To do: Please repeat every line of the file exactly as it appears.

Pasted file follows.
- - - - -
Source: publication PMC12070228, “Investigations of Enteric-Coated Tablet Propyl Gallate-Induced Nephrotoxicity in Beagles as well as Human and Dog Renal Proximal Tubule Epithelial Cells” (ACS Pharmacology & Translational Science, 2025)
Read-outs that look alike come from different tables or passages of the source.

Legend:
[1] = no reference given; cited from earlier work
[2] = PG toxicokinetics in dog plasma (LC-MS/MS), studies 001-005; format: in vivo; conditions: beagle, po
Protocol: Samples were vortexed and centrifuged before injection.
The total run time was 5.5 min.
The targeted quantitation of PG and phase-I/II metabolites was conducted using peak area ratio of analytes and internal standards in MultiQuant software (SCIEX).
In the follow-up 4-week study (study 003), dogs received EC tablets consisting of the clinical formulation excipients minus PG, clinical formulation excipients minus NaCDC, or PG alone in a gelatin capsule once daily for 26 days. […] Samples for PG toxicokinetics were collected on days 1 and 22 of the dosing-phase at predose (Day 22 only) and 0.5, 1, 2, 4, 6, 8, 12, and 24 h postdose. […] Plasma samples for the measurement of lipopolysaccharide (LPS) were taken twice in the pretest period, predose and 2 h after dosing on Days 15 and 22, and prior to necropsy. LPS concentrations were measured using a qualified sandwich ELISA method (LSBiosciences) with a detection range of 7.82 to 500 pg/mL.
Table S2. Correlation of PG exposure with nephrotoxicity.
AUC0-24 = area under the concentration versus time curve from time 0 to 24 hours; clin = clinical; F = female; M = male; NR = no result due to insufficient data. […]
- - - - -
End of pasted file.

Source: publication PMC12070228, “Investigations of Enteric-Coated Tablet Propyl Gallate-Induced Nephrotoxicity in Beagles as well as Human and Dog Renal Proximal Tubule Epithelial Cells” (ACS Pharmacology & Translational Science, 2025)
Read-outs that look alike come from different tables or passages of the source.

Legend:
[1] = no reference given; cited from earlier work
[2] = PG toxicokinetics in dog plasma (LC-MS/MS), studies 001-005; format: in vivo; conditions: beagle, po
Protocol: Samples were vortexed and centrifuged before injection.
The total run time was 5.5 min.
The targeted quantitation of PG and phase-I/II metabolites was conducted using peak area ratio of analytes and internal standards in MultiQuant software (SCIEX).
In the follow-up 4-week study (study 003), dogs received EC tablets consisting of the clinical formulation excipients minus PG, clinical formulation excipients minus NaCDC, or PG alone in a gelatin capsule once daily for 26 days. […] Samples for PG toxicokinetics were collected on days 1 and 22 of the dosing-phase at predose (Day 22 only) and 0.5, 1, 2, 4, 6, 8, 12, and 24 h postdose. […] Plasma samples for the measurement of lipopolysaccharide (LPS) were taken twice in the pretest period, predose and 2 h after dosing on Days 15 and 22, and prior to necropsy. LPS concentrations were measured using a qualified sandwich ELISA method (LSBiosciences) with a detection range of 7.82 to 500 pg/mL.
Table S2. Correlation of PG exposure with nephrotoxicity.
AUC0-24 = area under the concentration versus time curve from time 0 to 24 hours; clin = clinical; F = female; M = male; NR = no result due to insufficient data. […]